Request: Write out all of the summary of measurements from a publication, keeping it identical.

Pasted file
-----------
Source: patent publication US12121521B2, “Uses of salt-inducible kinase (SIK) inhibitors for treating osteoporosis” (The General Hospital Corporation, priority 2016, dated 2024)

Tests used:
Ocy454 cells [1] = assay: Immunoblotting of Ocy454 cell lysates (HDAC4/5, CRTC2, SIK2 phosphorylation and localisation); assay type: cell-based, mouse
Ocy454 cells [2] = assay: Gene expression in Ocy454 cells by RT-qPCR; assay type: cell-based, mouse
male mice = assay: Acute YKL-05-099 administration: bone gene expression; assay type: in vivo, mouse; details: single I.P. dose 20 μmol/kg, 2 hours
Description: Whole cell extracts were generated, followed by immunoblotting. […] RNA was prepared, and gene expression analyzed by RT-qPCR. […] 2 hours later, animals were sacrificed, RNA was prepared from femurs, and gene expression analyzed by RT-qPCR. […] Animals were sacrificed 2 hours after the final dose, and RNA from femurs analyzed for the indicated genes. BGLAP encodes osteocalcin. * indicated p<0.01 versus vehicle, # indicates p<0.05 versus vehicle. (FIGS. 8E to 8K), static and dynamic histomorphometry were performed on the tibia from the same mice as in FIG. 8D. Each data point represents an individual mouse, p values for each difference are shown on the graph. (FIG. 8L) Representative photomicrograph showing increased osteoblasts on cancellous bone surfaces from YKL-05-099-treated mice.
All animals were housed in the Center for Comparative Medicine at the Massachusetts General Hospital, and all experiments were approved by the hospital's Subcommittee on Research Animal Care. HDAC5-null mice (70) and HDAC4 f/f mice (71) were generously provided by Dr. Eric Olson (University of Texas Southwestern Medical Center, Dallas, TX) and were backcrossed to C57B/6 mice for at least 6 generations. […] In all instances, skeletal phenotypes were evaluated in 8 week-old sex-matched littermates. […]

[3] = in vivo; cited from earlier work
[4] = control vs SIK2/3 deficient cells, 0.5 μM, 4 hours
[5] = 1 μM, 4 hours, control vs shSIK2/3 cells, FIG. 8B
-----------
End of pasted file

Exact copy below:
Source: patent publication US12121521B2, “Uses of salt-inducible kinase (SIK) inhibitors for treating osteoporosis” (The General Hospital Corporation, priority 2016, dated 2024)

Tests used:
Ocy454 cells [1] = assay: Immunoblotting of Ocy454 cell lysates (HDAC4/5, CRTC2, SIK2 phosphorylation and localisation); assay type: cell-based, mouse
Ocy454 cells [2] = assay: Gene expression in Ocy454 cells by RT-qPCR; assay type: cell-based, mouse
male mice = assay: Acute YKL-05-099 administration: bone gene expression; assay type: in vivo, mouse; details: single I.P. dose 20 μmol/kg, 2 hours
Description: Whole cell extracts were generated, followed by immunoblotting. […] RNA was prepared, and gene expression analyzed by RT-qPCR. […] 2 hours later, animals were sacrificed, RNA was prepared from femurs, and gene expression analyzed by RT-qPCR. […] Animals were sacrificed 2 hours after the final dose, and RNA from femurs analyzed for the indicated genes. BGLAP encodes osteocalcin. * indicated p<0.01 versus vehicle, # indicates p<0.05 versus vehicle. (FIGS. 8E to 8K), static and dynamic histomorphometry were performed on the tibia from the same mice as in FIG. 8D. Each data point represents an individual mouse, p values for each difference are shown on the graph. (FIG. 8L) Representative photomicrograph showing increased osteoblasts on cancellous bone surfaces from YKL-05-099-treated mice.
All animals were housed in the Center for Comparative Medicine at the Massachusetts General Hospital, and all experiments were approved by the hospital's Subcommittee on Research Animal Care. HDAC5-null mice (70) and HDAC4 f/f mice (71) were generously provided by Dr. Eric Olson (University of Texas Southwestern Medical Center, Dallas, TX) and were backcrossed to C57B/6 mice for at least 6 generations. […] In all instances, skeletal phenotypes were evaluated in 8 week-old sex-matched littermates. […]

[3] = in vivo; cited from earlier work
[4] = control vs SIK2/3 deficient cells, 0.5 μM, 4 hours
[5] = 1 μM, 4 hours, control vs shSIK2/3 cells, FIG. 8B